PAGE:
As the summer solstice came and went this week, bringing with it the longest period of daylight of any day of the year, summer officially began.
Many anglers incorrectly correlate hot weather with poor fishing and simply give up or lower their expectations in June, July and August.
Although June is certainly a month of transition, plenty of fish can still be caught with consistency.
Those insisting on fishing the same areas and using the same tactics that were successful in the warming months of March, April and May will typically not fare well, but those anglers who move where the fish are and present appropriate presentations will continue to enjoy success.
Remember, fish are cold-blooded creatures. Therefore, their metabolism rises and falls with water temperature. All else being equal, a fish in hot summertime water in the 80s will be much more active, have a higher metabolism and eat more frequently than a fish in cooler 60- or 70-degree water.
This week I fished Monday through Friday on both Belton and Stillhouse Hillow lakes, and the clients I had aboard landed a cumulative total of 495 fish.
On Monday morning, fishing with three elementary-aged youth, we landed 34 fish before incoming rain storms curtailed our efforts. Eden and Warren Erp and Ryan Nicholson, all of Killeen, caught white bass both by downrigging with Pet Spoons and by using ¾-oz. slabs equipped with Hazy Eye Stinger hooks after sonar revealed large schools of bottom-dwelling fish detected while downrigging.
After the novelty of these approaches wore off, the children also caught fish in under 5 feet of water using worms on small hooks under slip floats to catch sunfish.
On Monday evening, Brandon Rudloff came out with me to fish Belton. We used three-armed umbrella rigs equipped with Pet Spoons on two rods to fish a total of six baits at the same time on twin downriggers. From 6:45 to 8:15 we landed 33 fish on the downriggers. In the last 45 minutes of light we then found schools of largemouth bass and white bass feeding heavily on the surface, gorging themselves on young shad. Sight casting to these fish put another 27 fish in the boat for an evening total of 60 fish.
On Tuesday morning we slowed down a bit and targeted hybrid striped bass on Belton using live shad for bait. As the water warms, hybrid tend to disperse horizontally and break up into “wolfpacks” of a few fish each rather than tthe larger schools of 50 to 100 fish or more commonly seen in the cooler months.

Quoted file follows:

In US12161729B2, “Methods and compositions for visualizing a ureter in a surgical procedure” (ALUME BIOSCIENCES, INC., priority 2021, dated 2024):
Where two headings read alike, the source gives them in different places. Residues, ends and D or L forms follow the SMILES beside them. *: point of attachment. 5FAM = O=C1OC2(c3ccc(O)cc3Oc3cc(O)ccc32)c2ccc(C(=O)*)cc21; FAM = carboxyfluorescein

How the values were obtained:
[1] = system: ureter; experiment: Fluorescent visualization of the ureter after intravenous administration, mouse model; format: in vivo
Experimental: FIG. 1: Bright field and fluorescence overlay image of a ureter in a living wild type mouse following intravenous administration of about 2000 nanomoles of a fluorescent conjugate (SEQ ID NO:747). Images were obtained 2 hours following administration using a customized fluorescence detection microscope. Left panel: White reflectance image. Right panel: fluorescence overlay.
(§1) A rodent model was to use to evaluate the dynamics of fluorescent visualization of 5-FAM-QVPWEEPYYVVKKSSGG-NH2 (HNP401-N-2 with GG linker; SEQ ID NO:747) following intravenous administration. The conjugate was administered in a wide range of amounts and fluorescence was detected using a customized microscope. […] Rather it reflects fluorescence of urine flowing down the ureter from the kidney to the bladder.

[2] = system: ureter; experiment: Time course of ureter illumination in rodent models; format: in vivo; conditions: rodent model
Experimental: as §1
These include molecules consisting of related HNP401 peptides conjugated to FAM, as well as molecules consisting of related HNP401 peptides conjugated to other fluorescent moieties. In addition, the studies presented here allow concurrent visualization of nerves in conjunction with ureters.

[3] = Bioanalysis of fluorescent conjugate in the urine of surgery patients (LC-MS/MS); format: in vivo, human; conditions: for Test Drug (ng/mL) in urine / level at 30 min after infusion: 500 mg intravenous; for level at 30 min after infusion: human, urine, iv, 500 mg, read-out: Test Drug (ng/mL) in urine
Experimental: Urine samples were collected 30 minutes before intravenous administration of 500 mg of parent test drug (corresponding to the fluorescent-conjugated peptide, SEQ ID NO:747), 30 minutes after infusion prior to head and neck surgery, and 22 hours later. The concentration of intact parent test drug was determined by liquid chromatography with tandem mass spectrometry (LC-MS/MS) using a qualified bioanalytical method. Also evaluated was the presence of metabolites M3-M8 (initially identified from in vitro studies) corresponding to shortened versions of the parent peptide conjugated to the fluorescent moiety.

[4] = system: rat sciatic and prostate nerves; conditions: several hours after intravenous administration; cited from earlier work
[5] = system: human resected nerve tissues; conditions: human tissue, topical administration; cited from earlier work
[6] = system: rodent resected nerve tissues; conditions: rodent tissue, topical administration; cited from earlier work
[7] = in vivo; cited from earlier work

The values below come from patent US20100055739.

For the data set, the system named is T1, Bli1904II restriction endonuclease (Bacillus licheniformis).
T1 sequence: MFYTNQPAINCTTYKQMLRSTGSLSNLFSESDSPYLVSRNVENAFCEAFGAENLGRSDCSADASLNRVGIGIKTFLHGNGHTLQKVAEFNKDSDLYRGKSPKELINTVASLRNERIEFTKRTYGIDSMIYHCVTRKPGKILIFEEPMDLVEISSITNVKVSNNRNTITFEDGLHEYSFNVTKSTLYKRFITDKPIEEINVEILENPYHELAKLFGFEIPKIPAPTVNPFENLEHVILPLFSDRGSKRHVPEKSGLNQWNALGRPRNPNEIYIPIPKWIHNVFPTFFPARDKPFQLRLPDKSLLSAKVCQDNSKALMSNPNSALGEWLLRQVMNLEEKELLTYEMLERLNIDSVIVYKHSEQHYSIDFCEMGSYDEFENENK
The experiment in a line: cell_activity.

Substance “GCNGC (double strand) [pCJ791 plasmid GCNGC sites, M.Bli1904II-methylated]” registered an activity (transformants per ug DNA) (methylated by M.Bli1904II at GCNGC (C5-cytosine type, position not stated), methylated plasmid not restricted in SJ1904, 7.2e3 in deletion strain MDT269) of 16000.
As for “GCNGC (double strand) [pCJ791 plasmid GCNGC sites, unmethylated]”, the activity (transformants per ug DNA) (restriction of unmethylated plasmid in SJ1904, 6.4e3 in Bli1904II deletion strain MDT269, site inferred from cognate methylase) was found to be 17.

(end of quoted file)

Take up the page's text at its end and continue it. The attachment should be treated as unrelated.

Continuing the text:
As our morning came to a close, my guests, Marcus and Jim Mitchell, landed 36 fish including both legal and short hybrid stripers, blue catfish, channel catfish and white bass.
Wednesday, Thursday, and Friday mornings on Stillhouse were nearly identical in how the fishing came together. Each day we began by vertical jigging with slabs in 35-42 feet of water under low light conditions for white bass just going on the prowl as the light level slowly increased.
Next, we probed several areas using downriggers equipped with Pet Spoons on three-armed umbrella rigs.
The downriggers were set well above bottom, typically at 28-36 feet deep, depending on where sonar showed the suspended schools of gamefish and shad to be located. We enjoyed success on the downriggers, but also quickly changed over to using slab instead if bottom-hugging congregations of fish were detected as we downrigged.
On occasion, we spotted fish driving shad to the surface and pinning them there. In this case, we motored to within 2-3 cast lengths, then cut the outboard and closed the distance with the electric trolling motor to avoid spooking these fish. Casting leadhead jigs rigged with short, natural colored grub bodies did the trick for both largemouth bass and white bass in such scenarios.
Fishing in this way, Daniel Gonzales of Temple and his friend, Rob Borland, landed 109 fish on Stillhouse on Wednesday. Harker Heights residents Ray Johnson and Eastern Hills Middle School band director Chris Lewis landed 156 fish on Thursday. Then, on Friday, William Dickson, his grandson, Kyle Benson, and Kyle’s stepfather, Kyle Jewell, all of China Spring, landed 100 fish on Stillhouse.
The first three hours of daylight, from roughly 6:30 to 9:30 a.m., tend to be the most productive of the entire day.
If limited to fishing in the evening, the hours from 6:30 to 8:45 tend to be more productive.
Don’t buy into the myth that fish can’t be caught in the summer, or that they “go deep” and sulk the summer away. Get out there in the cool of the day, use your sonar to find fish and enjoy the next three months’ worth of productive, consistent fishing.